I am blessed to have been raised by two of the finest parents anyone could ask for. My parents, Bert and Loretta Andry, celebrate their 53rd wedding anniversary today. I look all that they have meant to me and I reflect on the blessings I enjoy as a person and as a fisherman.
First of all, I thank my parents for instilling a tremendous faith base in my four brothers, a sister, and me that keeps us all well grounded. Without that, nothing else even matters. But, because this is a fishing blog, I will focus the rest of my reflection on what they have given me that has influenced how I’ve grown as a sportsman and an avid outdoorsman.
My parents both taught me to respect and thank God for all the gifts He has given us and never to take anything for granted. Nothing parallels the feeling I get when I’m able to break away and get out in nature and absorb all the goodness that God has created. A sunrise, a sunset, a flock of ducks making their morning run, a lone great white egret (the best fisherman in the marsh), the light splash of pogies or shrimp flitting across the water. All these are gifts never to be taken for granted. I have often thought about the majesty of snow-caped mountains and just how beautiful that is. I would argue there is just as much beauty in our own swamps and marshes in south Louisiana if one knows where to look.
I can say that my appreciation for all this comes from the example shown to me by my parents from the very early ages in my life. I cannot actually recall my first fishing trip. It seems that it is something that we all did at a very early point in our life. I still remember mom patrolling the banks of the south Louisiana bayou with her shotgun…to take care of any snakes that might get too close to her children, husband, or any other fisherman in the area. In the early days, we were armed with long bamboo poles, a simple rig, with a cork, a hook, and some sort of fresh bait. Later, we got our first Zebco 202 rod and reels. But the most dramatic evolution in our fishing experiences had to be when dad made his first boat, a Folbot.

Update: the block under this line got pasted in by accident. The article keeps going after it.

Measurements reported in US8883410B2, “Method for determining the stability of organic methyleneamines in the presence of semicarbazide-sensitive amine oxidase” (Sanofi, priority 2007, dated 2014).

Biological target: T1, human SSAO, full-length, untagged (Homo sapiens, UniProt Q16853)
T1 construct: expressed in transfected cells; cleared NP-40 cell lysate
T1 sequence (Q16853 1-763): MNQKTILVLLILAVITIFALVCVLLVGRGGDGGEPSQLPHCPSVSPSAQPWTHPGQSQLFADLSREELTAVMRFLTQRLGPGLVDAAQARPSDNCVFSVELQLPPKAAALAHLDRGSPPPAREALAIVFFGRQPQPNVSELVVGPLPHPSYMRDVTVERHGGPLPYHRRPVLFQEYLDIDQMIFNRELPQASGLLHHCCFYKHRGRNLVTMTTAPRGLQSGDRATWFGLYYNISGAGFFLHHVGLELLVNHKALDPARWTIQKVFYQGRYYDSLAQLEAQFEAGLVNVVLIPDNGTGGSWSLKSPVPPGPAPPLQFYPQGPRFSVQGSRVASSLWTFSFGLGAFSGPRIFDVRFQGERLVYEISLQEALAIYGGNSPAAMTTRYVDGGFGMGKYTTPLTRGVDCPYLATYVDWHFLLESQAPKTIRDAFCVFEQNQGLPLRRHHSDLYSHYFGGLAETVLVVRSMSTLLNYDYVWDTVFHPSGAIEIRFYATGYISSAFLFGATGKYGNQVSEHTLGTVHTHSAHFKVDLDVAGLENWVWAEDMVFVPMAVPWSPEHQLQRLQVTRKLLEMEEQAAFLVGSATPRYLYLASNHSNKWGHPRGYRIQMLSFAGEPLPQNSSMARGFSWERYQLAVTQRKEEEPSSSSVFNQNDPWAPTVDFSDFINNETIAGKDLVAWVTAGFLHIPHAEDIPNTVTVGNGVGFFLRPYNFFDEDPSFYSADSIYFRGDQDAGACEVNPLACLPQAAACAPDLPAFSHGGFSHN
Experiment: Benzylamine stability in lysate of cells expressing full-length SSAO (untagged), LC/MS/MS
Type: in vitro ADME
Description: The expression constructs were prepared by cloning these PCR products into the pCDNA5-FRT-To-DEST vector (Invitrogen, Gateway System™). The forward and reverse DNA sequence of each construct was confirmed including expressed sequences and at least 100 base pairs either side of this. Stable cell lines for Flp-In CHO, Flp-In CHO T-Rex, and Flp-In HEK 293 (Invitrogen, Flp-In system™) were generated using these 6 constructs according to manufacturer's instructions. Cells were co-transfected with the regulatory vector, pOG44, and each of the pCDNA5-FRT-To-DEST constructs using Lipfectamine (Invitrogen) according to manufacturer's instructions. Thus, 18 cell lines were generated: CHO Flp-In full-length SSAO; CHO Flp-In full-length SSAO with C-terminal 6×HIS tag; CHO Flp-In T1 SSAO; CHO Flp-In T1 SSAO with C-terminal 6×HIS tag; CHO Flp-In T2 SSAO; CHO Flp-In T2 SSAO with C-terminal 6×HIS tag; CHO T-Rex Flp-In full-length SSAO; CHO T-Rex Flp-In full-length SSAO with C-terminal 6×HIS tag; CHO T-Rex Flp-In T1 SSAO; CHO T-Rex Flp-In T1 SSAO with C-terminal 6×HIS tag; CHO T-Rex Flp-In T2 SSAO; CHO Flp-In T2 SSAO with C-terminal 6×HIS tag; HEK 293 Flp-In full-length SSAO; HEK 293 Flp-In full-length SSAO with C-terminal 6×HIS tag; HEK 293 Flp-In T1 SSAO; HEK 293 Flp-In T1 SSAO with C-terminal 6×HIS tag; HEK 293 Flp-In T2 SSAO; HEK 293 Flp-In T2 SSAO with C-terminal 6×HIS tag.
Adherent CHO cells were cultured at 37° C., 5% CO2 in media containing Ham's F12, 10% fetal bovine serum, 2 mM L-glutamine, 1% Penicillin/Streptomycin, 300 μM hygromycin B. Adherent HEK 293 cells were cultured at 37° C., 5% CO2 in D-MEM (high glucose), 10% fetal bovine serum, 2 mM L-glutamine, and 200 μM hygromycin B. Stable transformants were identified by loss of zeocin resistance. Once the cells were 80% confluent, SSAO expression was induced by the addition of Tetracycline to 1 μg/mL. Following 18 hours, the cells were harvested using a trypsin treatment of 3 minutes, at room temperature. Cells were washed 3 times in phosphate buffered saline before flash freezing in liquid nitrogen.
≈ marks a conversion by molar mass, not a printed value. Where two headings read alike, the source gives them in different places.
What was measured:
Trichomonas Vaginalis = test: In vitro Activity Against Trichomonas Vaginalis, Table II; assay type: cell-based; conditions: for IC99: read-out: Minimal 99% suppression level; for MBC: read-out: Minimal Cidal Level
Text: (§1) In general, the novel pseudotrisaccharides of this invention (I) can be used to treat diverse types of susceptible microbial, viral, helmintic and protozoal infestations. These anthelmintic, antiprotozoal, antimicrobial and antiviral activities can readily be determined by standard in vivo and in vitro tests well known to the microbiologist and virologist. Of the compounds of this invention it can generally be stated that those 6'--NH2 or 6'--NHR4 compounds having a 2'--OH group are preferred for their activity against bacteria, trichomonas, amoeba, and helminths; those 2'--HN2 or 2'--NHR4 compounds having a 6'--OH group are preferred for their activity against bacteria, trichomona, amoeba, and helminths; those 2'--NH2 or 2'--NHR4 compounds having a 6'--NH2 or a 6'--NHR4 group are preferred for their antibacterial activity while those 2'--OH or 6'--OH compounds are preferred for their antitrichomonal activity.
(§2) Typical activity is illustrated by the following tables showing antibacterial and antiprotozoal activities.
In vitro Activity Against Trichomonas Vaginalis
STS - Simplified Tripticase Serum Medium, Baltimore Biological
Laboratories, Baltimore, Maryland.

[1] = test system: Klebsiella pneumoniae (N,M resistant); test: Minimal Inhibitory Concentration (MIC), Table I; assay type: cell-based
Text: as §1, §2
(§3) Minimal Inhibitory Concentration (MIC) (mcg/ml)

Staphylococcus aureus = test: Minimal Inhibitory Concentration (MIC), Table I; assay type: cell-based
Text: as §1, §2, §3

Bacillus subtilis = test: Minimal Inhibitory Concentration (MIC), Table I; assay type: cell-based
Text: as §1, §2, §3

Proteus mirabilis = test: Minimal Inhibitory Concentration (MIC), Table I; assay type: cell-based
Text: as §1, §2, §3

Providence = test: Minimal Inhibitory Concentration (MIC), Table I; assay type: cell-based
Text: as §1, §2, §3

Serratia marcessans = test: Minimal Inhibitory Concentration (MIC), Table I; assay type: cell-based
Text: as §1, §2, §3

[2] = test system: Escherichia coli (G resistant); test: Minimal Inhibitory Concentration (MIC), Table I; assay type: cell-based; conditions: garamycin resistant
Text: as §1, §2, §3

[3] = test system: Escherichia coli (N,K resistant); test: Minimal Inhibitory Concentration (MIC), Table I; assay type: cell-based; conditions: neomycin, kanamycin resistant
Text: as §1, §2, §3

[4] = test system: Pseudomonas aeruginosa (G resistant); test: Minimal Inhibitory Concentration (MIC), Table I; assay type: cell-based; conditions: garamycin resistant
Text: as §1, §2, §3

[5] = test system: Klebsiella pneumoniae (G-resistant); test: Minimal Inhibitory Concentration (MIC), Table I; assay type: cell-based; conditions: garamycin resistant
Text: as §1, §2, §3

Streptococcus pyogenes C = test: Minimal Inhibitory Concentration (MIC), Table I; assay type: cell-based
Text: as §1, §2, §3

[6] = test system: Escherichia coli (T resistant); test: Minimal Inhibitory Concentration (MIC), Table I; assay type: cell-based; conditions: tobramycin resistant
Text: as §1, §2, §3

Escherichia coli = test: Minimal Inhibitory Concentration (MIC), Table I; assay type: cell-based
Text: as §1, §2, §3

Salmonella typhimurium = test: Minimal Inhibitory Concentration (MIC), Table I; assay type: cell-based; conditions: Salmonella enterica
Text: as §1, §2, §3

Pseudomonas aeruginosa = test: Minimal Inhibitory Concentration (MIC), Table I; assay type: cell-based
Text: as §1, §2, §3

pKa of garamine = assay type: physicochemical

The folbot was the pride of our family. It was basically a sit in kayak made with a skeletal wooden interior that was covered in a vinyl waterproof fabric. The older kids would have to take turns to get to fish in it with either mom or dad. It seemed every weekend during the spring and summer was spent at “Papa’s Pond.” For several years, my birthday wish was only to be able to take a trip in the folbot with dad to Lake Beouf. I do recall though, that the largest fish I ever did battle with in my youth was always when I was in the boat with mom. I recall the huge bass I lost near Lake Des Allemands and the two, four-plus pounders I caught one day at the pond in Labadieville.
It can be said that many of the lessons that I learned about life, were learned fishing back in those days. The most important was, that all this revolved around family. It seemed if you were old enough to put a worm on a hook, you were old enough to go fishing and no one got left behind unless they were physically sick or, sometimes, punished. Talk about leverage! The thought of not being able to go fishing was a huge motivating factor when it came to getting our chores done or getting our homework and practicing done. We remember Pa Pa and his amazing ability to place a wad of chewing tobacco in his mouth when we left Ma Mire’s house and not have to spit once until we reached the pond 20 minutes later. I remember Kyle’s fear of snakes, Kirk nearly getting bit by a snake, and Keith, the snake hunter, who went after the slithery creatures armed only with his trusty pocket knife!
Some of the memories I cherish the most of my own family are the ones spent with my wife and children from fishing trips we have made as a family. In closing, and close I must because I have to get to work this morning, I want to thank my mom and dad for teaching me how to truly enjoy what God has given us, especially the beauty that nature has to offer. I thank them for family, but mostly for their love and example. They truly epitomize the meaning of love, for they showed us true patience and kindness; they were never jealous of each other or anyone else. They didn’t brag (well only about their children), but were never arrogant. They never rejoiced over anyone else’s failures, but they rejoiced in the truth. Their love has never failed. They have embodied all that I know about faith, hope, and love, but the greatest of these if their love.